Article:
There is no question that relations between the US and Pakistan are in the crapper. The latest debacle was a NATO Attack on Pakistani forces on 26 November 2011. The incontrovertible facts are that at least 24 Pakistani soldiers died as a result of the attack. (See “Afghans say commando unit was attacked before airstrike was called on Pakistan - http://www.washingtonpost.com/world/afghans-say-unit-was-attacked-before-airstrike/2011/11/28/gIQAX6ZY5N_story.html)
Pakistan maintains the attack was deliberate, the US says it was not and the Afghans frankly don’t seem to give a sh*t . Conservative leaning publication, the Washington Times ran an article “US suspects NATO was lured into raid” (http://www.washingtontimes.com/news/2011/nov/29/pakistan-calls-nato-raid-act-aggression/)
If it’s not the fog of war, it certainly is the fog of who can get their facts straight and their story out. A rash of other stories are circulating about whether or not the US will apologize, whether the mil to mil relationship between the two countries will continue and of course what does it portend for the region after the US withdraws the bulk of its forces as forecasted.
For the influence profession we can learn some powerful lessons:
1. If it is true that the Taliban were clever enough to orchestrate attacks or targeted fires to provoke an attack – this means that there are some pretty big holes in the ROE and the process of confirming your targets. It also means that once again a supposedly primitive foe has demonstrated some very sophisticated thinking
2. PAO and MISO/PSYOP must be on the same page. PSYOP may have the ability to provide PAO with input, insight, file footage and/or other help. Of course due care must be taken so that PAO’s integrity and credibility is not compromised.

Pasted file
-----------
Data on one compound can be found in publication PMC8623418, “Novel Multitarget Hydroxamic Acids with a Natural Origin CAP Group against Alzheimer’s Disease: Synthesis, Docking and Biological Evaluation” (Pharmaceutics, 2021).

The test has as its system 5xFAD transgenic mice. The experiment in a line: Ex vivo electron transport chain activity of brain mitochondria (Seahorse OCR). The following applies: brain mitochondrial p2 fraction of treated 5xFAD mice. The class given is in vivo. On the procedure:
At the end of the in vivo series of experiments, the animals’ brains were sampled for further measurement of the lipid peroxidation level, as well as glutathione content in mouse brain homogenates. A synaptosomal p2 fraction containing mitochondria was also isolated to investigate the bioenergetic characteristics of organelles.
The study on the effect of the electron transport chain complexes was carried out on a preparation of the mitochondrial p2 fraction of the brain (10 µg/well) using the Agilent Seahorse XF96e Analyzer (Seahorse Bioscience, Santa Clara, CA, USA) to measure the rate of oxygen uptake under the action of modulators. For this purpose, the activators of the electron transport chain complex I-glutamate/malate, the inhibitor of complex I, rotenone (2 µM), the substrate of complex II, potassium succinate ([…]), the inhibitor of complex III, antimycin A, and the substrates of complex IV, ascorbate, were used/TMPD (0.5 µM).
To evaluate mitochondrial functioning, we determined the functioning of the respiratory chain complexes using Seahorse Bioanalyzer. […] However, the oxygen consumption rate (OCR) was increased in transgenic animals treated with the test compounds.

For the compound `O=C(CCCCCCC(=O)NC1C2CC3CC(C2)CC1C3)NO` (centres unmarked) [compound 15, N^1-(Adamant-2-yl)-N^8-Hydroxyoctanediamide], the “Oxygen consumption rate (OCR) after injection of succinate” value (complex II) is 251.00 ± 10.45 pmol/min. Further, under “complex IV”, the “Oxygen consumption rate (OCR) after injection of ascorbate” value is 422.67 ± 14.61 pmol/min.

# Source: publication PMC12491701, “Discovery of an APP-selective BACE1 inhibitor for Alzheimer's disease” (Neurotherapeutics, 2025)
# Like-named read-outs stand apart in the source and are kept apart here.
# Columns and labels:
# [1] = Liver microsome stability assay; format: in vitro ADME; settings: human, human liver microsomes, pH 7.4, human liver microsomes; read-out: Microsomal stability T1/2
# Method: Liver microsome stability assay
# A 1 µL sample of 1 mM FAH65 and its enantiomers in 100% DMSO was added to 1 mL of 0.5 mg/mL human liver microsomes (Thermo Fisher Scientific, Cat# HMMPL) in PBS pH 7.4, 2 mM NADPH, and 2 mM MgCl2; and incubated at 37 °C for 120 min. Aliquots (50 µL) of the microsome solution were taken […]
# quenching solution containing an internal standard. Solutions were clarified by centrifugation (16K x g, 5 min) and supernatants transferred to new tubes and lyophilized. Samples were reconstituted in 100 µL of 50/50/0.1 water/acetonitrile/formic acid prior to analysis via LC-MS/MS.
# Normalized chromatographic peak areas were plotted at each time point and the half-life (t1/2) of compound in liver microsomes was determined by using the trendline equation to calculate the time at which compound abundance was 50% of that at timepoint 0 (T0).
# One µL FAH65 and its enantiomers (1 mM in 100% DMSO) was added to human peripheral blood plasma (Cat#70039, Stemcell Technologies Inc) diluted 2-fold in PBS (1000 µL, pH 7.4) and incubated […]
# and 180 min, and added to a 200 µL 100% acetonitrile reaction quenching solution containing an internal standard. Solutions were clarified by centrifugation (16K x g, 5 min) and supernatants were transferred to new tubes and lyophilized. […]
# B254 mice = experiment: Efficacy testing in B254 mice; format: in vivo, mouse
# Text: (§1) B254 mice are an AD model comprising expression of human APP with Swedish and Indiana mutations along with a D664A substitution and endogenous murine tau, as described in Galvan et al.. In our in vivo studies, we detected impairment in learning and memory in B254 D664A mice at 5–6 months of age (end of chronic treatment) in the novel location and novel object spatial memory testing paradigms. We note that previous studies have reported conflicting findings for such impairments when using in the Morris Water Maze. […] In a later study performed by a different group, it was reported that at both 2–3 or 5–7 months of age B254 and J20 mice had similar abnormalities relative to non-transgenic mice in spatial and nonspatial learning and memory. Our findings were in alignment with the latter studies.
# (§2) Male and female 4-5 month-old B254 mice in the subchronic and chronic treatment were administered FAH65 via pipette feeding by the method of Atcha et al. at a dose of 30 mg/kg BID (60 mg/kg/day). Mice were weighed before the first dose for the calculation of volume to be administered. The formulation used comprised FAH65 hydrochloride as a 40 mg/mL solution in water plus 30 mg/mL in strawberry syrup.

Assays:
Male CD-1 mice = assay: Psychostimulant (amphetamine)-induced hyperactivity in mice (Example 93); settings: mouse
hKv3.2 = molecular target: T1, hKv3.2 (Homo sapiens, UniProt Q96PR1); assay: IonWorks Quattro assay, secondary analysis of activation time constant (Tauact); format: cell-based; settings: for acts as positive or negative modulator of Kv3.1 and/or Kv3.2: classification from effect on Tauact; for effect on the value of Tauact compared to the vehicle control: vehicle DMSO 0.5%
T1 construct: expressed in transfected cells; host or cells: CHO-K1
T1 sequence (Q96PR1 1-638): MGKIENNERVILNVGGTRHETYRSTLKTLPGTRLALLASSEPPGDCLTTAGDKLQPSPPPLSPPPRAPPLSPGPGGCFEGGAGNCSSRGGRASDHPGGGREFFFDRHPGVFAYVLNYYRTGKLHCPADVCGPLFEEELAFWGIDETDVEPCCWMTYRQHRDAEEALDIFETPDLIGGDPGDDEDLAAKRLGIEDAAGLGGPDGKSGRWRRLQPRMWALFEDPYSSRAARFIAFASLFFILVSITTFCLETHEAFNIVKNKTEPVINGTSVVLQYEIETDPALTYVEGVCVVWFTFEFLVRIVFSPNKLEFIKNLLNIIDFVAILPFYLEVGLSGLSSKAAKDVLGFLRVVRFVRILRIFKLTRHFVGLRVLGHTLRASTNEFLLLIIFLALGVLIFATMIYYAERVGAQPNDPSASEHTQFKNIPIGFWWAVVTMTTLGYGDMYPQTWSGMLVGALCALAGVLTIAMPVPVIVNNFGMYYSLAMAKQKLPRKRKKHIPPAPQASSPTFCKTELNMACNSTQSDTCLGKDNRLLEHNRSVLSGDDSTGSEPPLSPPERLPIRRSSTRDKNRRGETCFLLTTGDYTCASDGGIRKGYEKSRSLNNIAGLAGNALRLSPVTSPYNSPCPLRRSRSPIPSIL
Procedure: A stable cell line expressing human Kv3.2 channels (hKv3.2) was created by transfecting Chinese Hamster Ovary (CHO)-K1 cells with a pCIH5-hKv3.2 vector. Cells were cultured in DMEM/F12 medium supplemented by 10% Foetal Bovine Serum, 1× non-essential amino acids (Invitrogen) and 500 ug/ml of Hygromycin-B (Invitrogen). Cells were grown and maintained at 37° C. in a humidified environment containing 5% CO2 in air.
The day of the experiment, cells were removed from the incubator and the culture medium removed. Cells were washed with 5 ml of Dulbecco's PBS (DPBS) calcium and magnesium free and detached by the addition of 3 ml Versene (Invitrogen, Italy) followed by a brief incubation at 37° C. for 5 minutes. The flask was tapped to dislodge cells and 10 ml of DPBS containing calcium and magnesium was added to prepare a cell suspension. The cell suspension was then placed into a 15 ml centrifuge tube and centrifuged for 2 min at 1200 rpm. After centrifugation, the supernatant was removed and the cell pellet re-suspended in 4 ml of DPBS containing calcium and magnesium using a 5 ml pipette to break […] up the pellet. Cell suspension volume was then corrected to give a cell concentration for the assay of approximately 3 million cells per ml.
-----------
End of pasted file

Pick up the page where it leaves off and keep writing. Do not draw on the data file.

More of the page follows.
3. PAO needs to counsel GOs and other senior leaders on what to say and perhaps, more importantly what not to say in fluid and uncertain situations.
4. As shown by the photo from the Washington Post, any excuse will be deemed a good one by our enemies to show popular sentiment against NATO and the US.
5. Bad news, unlike wine and chicken soup, does not get better with age. Speed is of the essence with regard to investigations and getting the word out.
6. Notwithstanding the most neutral of investigations people will believe that they want to so contingency counter propaganda and demonstration plans must be implemented.
7. The strategic importance of Pakistan as an ally mandates the diplomatic channels to include President Obama need to be engaged. Pakistan’s Foreign Minister for example is quoted in the Washington Post as being ready to pull Pakistan’s support of the US war on militancy. Ministers are influenced by diplomats, typically not by military personnel.
No matter what the truth is behind the attack, all of us need to consider the lessons to be learned and the ways and means to avoid a similar situation in the future.